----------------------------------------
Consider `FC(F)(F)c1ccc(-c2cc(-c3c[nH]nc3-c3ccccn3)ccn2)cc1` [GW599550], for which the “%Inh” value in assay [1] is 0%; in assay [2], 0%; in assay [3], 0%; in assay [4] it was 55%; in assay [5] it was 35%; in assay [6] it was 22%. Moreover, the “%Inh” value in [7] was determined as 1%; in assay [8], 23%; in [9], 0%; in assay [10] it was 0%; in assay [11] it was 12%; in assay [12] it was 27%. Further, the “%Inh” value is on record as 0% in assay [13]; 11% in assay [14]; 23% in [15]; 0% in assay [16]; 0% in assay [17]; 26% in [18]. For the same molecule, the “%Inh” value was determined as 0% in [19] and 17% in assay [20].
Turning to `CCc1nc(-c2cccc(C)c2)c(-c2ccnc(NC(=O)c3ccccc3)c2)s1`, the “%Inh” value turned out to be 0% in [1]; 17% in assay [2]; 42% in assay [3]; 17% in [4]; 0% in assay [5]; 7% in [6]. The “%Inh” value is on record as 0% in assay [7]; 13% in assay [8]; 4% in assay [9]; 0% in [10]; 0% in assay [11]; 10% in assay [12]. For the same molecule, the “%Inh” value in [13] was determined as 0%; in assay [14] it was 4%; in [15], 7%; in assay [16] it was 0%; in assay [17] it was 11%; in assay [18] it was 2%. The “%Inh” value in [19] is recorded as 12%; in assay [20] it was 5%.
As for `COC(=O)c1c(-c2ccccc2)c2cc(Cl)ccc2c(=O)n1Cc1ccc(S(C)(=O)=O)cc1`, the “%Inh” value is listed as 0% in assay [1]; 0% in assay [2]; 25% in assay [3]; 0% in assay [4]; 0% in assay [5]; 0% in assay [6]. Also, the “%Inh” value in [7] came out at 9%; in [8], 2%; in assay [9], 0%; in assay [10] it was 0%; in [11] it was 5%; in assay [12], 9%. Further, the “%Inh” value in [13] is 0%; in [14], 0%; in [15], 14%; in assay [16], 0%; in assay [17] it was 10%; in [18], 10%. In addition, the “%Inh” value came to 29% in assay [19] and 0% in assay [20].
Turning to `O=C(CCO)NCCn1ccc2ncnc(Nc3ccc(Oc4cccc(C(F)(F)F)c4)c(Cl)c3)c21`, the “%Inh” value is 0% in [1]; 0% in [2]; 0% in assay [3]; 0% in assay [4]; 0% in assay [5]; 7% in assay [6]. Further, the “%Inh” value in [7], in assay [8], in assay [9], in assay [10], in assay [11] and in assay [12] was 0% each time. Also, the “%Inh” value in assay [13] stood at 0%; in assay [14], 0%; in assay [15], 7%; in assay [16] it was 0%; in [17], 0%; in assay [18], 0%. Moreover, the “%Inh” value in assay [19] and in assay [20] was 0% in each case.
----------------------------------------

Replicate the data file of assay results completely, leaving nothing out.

Consider `FC(F)(F)c1ccc(-c2cc(-c3c[nH]nc3-c3ccccn3)ccn2)cc1` [GW599550], for which the “%Inh” value in assay [1] is 0%; in assay [2], 0%; in assay [3], 0%; in assay [4] it was 55%; in assay [5] it was 35%; in assay [6] it was 22%. Moreover, the “%Inh” value in [7] was determined as 1%; in assay [8], 23%; in [9], 0%; in assay [10] it was 0%; in assay [11] it was 12%; in assay [12] it was 27%. Further, the “%Inh” value is on record as 0% in assay [13]; 11% in assay [14]; 23% in [15]; 0% in assay [16]; 0% in assay [17]; 26% in [18]. For the same molecule, the “%Inh” value was determined as 0% in [19] and 17% in assay [20].
Turning to `CCc1nc(-c2cccc(C)c2)c(-c2ccnc(NC(=O)c3ccccc3)c2)s1`, the “%Inh” value turned out to be 0% in [1]; 17% in assay [2]; 42% in assay [3]; 17% in [4]; 0% in assay [5]; 7% in [6]. The “%Inh” value is on record as 0% in assay [7]; 13% in assay [8]; 4% in assay [9]; 0% in [10]; 0% in assay [11]; 10% in assay [12]. For the same molecule, the “%Inh” value in [13] was determined as 0%; in assay [14] it was 4%; in [15], 7%; in assay [16] it was 0%; in assay [17] it was 11%; in assay [18] it was 2%. The “%Inh” value in [19] is recorded as 12%; in assay [20] it was 5%.
As for `COC(=O)c1c(-c2ccccc2)c2cc(Cl)ccc2c(=O)n1Cc1ccc(S(C)(=O)=O)cc1`, the “%Inh” value is listed as 0% in assay [1]; 0% in assay [2]; 25% in assay [3]; 0% in assay [4]; 0% in assay [5]; 0% in assay [6]. Also, the “%Inh” value in [7] came out at 9%; in [8], 2%; in assay [9], 0%; in assay [10] it was 0%; in [11] it was 5%; in assay [12], 9%. Further, the “%Inh” value in [13] is 0%; in [14], 0%; in [15], 14%; in assay [16], 0%; in assay [17] it was 10%; in [18], 10%. In addition, the “%Inh” value came to 29% in assay [19] and 0% in assay [20].
Turning to `O=C(CCO)NCCn1ccc2ncnc(Nc3ccc(Oc4cccc(C(F)(F)F)c4)c(Cl)c3)c21`, the “%Inh” value is 0% in [1]; 0% in [2]; 0% in assay [3]; 0% in assay [4]; 0% in assay [5]; 7% in assay [6]. Further, the “%Inh” value in [7], in assay [8], in assay [9], in assay [10], in assay [11] and in assay [12] was 0% each time. Also, the “%Inh” value in assay [13] stood at 0%; in assay [14], 0%; in assay [15], 7%; in assay [16] it was 0%; in [17], 0%; in assay [18], 0%. Moreover, the “%Inh” value in assay [19] and in assay [20] was 0% in each case.